Director Konrad Wolf moved freely between East Berlin and Moscow, where he met the writer Vagenstein. Wolf was no stranger to controversy, having filmed the excellent but frowned-upon Sun Seekers, a rather shocking exposé about uranium miners not told by the Communists how deadly their work was. The important DEFA director-administrator Kurt Maetzig turned down the Stars script because he thought it just another Holocaust film, but Wolf recognized the story's special qualities. Not only did Stars downplay the propaganda angle, it proposed the idea that a spectrum of attitudes and political commitment existed on all sides of the story. The film presents soldiers in the WW2-era German army as human beings and not heartless villains or automatons. The very first German soldier we see watching Jews being loaded on a train is heard saying, "I'm sleepy." An irate German officer gives Walter a piece of his mind but there are no rabid SS men or outright sadists. Bulgaria is at this time an open ally of Germany, and is a peaceful backwater where battle-ready soldiers are not posted. More of a threat is the Bulgarian secret police. When a young partisan is captured distributing Walter's stolen medicines, Walter can do nothing to help him. Even when beaten, the kid refuses to name his confederates or their German contact.
Jürgen Frohriep plays Walter as a sensitive but masculine fellow and comes off well. He had a flourishing career in East German movies and TV but apparently was toppled from his favored roost when the Cold War ended. Sasha Krusharska made only one more movie and split to the West, leaving films and instead living in Italy and London. Konrad Wolf had wanted actress Haya Harareet for the role but accepted the young drama student instead. Her performance is largely excellent. Director Wolf's main accomplishment is avoiding most clichés and staying true to the writer's logical and unforced conclusion. He uses two folk songs written by a Jewish camp prisoner, most memorably over slow pans across the faces of his convincingly realistic Auschwitz-bound prisoners. The only overstated moment occurs when a baby is born. The event plays on Ruth's delighted face, and Wolf apparently didn't find her expression sufficiently blissful. He overlays a fast-cut montage of images of purity and life -- skies, trees, babbling brooks. It's not exactly a moment of world-class cinema.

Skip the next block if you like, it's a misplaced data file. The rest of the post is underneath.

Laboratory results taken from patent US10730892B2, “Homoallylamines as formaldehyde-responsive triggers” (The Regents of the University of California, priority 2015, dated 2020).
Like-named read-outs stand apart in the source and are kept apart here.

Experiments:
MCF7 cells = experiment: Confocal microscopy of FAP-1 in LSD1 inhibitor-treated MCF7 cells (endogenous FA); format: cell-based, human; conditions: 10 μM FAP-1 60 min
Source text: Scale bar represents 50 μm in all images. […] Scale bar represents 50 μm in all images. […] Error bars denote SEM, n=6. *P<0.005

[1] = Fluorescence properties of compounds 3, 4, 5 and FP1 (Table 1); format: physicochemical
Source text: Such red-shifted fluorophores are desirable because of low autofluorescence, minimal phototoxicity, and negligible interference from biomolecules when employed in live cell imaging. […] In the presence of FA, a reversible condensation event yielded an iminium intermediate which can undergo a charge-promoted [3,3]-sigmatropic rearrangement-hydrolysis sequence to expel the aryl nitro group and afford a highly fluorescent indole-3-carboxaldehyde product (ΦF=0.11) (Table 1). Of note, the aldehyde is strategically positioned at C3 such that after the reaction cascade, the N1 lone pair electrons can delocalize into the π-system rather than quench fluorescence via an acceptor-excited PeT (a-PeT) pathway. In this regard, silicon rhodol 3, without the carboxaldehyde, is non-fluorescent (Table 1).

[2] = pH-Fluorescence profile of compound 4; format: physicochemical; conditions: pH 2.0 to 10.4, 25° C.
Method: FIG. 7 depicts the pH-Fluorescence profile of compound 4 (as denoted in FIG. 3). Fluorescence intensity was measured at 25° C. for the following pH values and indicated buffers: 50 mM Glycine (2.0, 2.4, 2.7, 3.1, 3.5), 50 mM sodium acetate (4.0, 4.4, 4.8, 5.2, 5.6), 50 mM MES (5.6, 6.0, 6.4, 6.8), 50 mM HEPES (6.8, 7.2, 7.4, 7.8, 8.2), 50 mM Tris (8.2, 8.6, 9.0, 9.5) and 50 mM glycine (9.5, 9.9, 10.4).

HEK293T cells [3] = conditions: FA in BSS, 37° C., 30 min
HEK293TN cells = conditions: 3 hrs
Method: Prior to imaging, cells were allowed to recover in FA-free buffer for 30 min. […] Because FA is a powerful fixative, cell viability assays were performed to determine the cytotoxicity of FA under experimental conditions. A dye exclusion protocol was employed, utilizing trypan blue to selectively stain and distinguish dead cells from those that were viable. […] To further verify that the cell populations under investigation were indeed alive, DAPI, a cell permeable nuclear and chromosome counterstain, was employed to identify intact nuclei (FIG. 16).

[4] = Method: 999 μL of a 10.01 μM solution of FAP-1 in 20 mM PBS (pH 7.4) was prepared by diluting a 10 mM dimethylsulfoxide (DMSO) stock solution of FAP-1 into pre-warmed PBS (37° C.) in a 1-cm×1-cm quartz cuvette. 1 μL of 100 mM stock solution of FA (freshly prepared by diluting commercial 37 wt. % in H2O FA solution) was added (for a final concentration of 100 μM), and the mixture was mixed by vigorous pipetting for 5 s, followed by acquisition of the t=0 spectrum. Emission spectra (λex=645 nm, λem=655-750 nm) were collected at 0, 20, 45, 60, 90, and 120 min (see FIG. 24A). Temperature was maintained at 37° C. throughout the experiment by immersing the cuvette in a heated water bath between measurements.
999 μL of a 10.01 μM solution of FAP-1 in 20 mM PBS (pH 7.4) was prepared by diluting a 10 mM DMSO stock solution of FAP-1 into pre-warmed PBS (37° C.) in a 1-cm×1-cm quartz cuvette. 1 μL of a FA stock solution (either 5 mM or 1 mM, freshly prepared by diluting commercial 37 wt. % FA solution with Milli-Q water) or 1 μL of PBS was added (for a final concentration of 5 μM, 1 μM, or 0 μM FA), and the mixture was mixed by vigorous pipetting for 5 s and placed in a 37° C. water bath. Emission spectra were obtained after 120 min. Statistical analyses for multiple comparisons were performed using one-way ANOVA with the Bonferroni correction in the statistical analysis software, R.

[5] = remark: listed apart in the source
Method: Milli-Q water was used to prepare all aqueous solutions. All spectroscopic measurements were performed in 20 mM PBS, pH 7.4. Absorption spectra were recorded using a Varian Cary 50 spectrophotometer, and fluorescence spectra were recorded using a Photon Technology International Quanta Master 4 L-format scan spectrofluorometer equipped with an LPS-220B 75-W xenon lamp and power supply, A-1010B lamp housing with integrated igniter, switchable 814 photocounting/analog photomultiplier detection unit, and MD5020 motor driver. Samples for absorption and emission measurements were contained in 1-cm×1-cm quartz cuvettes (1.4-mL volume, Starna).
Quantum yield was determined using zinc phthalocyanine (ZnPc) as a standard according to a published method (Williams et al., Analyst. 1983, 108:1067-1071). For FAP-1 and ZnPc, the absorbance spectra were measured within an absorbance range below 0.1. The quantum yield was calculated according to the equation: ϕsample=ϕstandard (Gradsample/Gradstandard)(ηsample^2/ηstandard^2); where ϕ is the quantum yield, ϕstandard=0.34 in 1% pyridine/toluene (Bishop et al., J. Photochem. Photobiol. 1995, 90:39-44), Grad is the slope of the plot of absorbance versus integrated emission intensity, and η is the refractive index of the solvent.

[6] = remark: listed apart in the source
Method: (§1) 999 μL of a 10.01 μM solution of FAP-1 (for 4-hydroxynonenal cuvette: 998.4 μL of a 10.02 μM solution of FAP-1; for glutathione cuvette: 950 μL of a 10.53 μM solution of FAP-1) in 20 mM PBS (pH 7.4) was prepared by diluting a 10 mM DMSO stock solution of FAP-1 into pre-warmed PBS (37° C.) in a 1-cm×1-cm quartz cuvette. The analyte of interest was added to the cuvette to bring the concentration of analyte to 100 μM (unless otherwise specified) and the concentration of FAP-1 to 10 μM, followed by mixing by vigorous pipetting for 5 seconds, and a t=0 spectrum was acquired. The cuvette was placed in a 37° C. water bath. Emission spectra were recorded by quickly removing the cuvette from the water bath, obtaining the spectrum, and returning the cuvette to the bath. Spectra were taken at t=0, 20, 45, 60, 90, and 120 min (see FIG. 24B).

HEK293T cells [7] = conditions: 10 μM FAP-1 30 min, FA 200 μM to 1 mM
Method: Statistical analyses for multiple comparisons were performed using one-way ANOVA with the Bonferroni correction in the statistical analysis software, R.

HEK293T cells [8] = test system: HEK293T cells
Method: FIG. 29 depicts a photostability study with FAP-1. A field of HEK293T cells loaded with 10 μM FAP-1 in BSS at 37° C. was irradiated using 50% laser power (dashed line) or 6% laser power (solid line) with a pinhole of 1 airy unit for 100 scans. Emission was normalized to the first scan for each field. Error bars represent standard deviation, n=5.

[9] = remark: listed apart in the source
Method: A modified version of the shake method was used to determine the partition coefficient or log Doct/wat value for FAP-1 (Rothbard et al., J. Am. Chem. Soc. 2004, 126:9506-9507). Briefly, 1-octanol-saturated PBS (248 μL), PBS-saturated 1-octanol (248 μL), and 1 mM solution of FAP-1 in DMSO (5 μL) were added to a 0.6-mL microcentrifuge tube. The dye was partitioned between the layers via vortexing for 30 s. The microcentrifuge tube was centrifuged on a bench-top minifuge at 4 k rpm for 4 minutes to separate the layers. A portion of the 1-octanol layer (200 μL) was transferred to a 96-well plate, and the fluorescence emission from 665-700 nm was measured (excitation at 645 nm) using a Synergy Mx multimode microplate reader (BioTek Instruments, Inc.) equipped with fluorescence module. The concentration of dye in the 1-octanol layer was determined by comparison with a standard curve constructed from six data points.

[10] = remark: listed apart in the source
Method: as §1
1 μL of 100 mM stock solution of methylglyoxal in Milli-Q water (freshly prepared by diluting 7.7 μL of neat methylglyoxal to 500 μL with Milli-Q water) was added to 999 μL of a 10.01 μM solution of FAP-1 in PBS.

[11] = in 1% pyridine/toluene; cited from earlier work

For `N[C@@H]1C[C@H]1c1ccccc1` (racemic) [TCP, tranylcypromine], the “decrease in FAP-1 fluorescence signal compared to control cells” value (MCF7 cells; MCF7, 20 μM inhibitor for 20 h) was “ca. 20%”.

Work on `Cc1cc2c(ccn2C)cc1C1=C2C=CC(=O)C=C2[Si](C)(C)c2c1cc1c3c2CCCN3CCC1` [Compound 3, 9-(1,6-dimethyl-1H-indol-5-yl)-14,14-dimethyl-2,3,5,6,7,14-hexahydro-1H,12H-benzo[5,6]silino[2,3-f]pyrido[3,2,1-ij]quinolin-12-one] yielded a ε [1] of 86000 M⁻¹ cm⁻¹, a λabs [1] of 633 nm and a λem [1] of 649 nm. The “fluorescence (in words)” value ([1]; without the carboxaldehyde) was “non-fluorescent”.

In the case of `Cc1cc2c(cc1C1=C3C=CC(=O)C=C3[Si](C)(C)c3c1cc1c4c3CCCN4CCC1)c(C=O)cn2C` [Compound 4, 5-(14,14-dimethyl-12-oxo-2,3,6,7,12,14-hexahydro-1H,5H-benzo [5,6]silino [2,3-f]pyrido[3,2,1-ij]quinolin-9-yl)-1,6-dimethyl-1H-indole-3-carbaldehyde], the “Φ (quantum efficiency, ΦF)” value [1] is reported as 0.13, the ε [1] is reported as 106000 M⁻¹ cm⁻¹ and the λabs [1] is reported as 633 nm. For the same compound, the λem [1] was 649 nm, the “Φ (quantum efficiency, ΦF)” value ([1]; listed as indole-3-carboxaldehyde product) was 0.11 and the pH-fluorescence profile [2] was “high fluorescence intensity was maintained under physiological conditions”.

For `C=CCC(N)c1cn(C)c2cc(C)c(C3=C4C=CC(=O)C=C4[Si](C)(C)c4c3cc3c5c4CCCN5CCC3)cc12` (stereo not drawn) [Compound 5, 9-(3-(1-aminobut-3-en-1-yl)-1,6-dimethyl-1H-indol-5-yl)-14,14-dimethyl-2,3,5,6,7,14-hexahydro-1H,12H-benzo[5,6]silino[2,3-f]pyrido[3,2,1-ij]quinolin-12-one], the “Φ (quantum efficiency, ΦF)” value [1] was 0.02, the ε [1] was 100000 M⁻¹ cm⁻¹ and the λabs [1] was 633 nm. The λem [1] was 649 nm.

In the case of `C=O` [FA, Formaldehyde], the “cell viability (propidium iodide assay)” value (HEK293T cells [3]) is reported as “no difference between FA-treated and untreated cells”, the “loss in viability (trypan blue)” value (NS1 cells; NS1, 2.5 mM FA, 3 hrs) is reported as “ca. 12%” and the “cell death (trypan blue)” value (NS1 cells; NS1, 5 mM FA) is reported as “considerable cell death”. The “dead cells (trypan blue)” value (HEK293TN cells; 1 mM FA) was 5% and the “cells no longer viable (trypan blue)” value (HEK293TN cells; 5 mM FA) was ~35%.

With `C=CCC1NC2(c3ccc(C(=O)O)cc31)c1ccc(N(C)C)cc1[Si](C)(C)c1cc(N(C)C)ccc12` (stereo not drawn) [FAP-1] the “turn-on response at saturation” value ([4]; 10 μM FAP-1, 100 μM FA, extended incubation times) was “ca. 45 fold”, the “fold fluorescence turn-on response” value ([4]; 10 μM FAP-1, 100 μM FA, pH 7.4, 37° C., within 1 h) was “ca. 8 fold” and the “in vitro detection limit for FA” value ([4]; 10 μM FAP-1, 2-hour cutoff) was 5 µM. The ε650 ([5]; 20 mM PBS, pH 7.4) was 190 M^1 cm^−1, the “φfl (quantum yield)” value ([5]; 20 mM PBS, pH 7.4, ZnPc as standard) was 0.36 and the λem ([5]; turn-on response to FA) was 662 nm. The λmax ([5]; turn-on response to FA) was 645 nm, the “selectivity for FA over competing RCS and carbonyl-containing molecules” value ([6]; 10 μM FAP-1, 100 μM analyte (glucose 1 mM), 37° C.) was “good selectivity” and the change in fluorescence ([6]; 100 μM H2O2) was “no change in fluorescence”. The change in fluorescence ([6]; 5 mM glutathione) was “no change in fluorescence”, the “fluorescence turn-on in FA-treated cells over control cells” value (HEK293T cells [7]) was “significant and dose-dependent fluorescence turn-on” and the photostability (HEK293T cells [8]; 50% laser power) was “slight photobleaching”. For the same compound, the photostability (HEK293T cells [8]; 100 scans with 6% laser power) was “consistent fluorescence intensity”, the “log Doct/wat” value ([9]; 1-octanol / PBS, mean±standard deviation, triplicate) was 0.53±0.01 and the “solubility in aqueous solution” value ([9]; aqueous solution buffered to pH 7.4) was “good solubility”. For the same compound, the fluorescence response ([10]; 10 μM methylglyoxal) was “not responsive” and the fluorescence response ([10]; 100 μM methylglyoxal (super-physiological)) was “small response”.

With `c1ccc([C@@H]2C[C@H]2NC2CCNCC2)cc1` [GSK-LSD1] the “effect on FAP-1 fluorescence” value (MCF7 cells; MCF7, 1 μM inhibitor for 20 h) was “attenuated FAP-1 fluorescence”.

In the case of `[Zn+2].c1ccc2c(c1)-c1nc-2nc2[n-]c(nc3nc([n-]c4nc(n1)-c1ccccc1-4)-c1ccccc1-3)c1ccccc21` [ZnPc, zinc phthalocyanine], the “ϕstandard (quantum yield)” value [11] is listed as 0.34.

The DEFA Film Library's DVD of Stars is a fine restoration of this B&W film and the best looking and sounding DEFA film I've yet seen. The image is very sharp and well defined and the audio is so clear that even this viewer can tell when some of the language changes are taking place (although I'll be hanged if I can detect the Ladino passage(s)).
The extras make the show an educational experience for the viewer and a well-researched classroom aid. Biographies and Filmographies are provided for the film's director, writer and two stars. DVD-rom text extras include a critical essay by Thomas Elsaesser, a full history and timeline of the Holocaust in Bulgaria and an essay on the Multilingual context of the film.
The disc is also a fine introduction to writer Angel Wagenstein, who fought as a partisan, was captured and tortured but rescued from prison by Soviet forces. Wagenstein appears in a spirited interview discussing the making of the film and his thoughts about it. Until cooler heads reversed the decision, Stars was banned in Bulgaria because of its "abstract humanism", which I presume means that it didn't equate humanism with the state-approved political stance. Wagenstein is proud of the movie, and shows his bias when he refers to Black Orpheus, that year's Cannes competitive winner of the Golden Palm, as a light comedy of no great importance.
Also included is a trailer for a new documentary about Wagenstein to be released in 2012 (or so says a title card). The trailer has footage of the author in 1989, proudly addressing a triumphant crowd that has just liberated Bulgaria from its Communist government. A Bulgarian interviewee says that during the Communist years Wagenstein was known as "that undependable Jew", and after the fall of the Soviets, as "that filthy Communist". He seems a very lively personality.
On a scale of Excellent, Good, Fair, and Poor,
Reviews on the Savant main site have additional credits information and are often updated and annotated with reader input and graphics.
Also, don't forget the 2010 Savant Wish List.
T'was Ever Thus.